What is the menopause?

The menopause or ‘the change’ is an important stage in a woman’s life when she undergoes a series of biological changes which indicates the end of her reproductive status.

These changes cause a range of physical and psychological symptoms which vary in degree from one woman to the next.

It is a transition stage in which a woman moves from reproductive to non-reproductive status and occurs over a period of years.

In other words, you no longer have periods and are at the end of your reproductive years.

It is a natural part of life and is not a disease or an illness. It can be challenging but is something which nearly all women will experience as part of growing older.

Menopause duration

Menopause usually starts in middle age –around the age of 51 –and lasts for several years. This ranges from 2 to 3 years through to 5 years although some women may experience the symptoms of menopause for longer than this.

What is important is that menopause is not just a single process but rather a series of stages that a woman goes through. It starts with a drop in the number of eggs produced by the ovaries and a fall in oestrogen levels.

This affects menstruation in that periods become lighter and irregular.

Menopause ends with the last menstrual period. The time after that until the end of the woman’s life is known as ‘postmenopausal’.

Menopause stages

These stages are discussed individually within this guide and are as follows:

Many people assume that the menopause is a single process but it is a gradual decline in fertility and a reduction of hormone levels which ends with the last menstrual period.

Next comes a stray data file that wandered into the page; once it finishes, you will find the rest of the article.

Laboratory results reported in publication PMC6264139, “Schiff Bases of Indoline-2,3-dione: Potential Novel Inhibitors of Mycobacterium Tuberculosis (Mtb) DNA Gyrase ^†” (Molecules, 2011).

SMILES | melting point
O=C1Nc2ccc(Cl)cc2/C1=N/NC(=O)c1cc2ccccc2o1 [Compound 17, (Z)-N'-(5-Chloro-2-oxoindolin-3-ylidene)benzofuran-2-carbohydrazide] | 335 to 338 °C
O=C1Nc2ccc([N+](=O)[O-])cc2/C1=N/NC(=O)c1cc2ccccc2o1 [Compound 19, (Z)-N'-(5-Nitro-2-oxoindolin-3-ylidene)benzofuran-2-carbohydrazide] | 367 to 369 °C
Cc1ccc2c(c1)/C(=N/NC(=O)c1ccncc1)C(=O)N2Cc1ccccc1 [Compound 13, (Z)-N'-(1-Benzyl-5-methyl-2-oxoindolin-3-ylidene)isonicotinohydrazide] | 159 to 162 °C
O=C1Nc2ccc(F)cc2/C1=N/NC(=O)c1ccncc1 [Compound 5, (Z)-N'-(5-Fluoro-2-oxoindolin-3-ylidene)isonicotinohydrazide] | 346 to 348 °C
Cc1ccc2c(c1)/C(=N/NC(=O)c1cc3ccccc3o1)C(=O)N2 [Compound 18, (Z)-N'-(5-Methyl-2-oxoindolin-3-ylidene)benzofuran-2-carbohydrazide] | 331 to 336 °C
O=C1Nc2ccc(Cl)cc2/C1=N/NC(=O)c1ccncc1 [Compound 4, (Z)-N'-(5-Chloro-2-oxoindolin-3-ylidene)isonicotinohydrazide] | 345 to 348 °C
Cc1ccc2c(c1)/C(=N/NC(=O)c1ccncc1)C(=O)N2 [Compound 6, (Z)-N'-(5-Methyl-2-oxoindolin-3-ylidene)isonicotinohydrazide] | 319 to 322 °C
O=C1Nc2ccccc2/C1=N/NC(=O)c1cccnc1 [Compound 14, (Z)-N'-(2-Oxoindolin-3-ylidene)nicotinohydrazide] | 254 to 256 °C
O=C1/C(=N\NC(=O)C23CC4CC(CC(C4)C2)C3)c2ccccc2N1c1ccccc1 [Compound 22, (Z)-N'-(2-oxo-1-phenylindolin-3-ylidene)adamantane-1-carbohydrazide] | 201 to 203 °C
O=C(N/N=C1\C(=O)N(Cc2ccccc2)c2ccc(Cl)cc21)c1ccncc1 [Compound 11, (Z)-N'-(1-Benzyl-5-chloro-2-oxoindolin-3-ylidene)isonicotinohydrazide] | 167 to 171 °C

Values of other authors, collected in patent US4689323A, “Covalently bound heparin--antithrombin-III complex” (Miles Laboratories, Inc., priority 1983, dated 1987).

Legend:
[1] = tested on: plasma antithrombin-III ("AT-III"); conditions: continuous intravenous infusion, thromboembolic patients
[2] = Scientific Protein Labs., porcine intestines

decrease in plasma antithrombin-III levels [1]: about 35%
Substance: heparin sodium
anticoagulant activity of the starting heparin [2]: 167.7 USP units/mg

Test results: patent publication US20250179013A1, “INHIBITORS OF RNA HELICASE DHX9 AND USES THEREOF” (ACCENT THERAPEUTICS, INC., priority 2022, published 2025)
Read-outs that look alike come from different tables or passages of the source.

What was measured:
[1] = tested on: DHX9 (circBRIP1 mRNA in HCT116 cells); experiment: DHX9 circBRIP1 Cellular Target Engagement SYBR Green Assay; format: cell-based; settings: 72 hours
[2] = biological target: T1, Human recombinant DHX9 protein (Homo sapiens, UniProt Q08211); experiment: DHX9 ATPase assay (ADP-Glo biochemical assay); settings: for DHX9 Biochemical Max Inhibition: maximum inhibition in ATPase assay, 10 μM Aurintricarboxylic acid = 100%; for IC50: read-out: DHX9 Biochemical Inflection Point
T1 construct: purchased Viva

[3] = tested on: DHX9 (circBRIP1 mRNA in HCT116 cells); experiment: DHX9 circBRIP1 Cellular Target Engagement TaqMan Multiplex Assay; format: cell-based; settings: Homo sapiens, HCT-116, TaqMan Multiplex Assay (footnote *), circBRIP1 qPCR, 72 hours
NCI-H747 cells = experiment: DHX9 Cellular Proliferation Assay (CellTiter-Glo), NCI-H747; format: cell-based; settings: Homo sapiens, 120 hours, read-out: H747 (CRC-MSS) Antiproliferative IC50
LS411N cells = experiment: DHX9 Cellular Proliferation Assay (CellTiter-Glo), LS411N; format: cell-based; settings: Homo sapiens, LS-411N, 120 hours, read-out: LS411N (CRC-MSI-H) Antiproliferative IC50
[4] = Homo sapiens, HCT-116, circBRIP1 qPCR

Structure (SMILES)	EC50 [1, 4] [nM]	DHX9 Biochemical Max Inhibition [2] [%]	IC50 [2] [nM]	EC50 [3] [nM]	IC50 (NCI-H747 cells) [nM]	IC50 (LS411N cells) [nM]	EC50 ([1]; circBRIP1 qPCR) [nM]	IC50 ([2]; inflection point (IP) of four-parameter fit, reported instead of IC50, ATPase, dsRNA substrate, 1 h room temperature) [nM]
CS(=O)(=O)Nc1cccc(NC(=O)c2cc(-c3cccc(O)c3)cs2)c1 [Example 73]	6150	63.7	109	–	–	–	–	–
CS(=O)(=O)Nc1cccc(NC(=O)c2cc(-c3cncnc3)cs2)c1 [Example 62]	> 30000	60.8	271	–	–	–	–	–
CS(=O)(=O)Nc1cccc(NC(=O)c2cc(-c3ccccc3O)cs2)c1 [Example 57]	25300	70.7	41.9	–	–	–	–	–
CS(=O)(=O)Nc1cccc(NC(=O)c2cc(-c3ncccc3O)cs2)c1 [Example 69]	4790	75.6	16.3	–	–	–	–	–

These stages take place within a period of years and are also known as the ‘climacteric’.

One way of looking at this is as a retrospective stage. Technically, the menopause is the period of time in which the woman undergoes a series of physical and emotional changes up until her last menstrual period.

The menopause is the date of your last menstrual period and includes all the biological changes in the years leading up until that date.

When a year has passed since the date of your last menstrual period then you are said to have gone through the menopause.

Confusing isn’t it? You may find it easier to think of the menopause as a part of your life in which you undergo biological changes as your fertility decreases. These changes happen over several years and in a series of ‘sub-stages’, for example the perimenopause.

Fear and loathing of menopause

The menopause is a normal part of the ageing process, but this does not mean it is easy to deal with.

Many women see this as a time when not only does their fertility come to an end but also their sexual desirability as well. They feel less attractive, especially to their partner and ‘less feminine’than before.

They are apprehensive about this stage and assume that life will go downhill from now on. But menopause needn’t be like that.

It can be a positive stage in life but this does depend upon how you handle it. Some women cope better than others but there is treatment available for those women who find the process stressful and hard to handle.

Plus there are support groups, advice centres and other useful resources which can help during this time.

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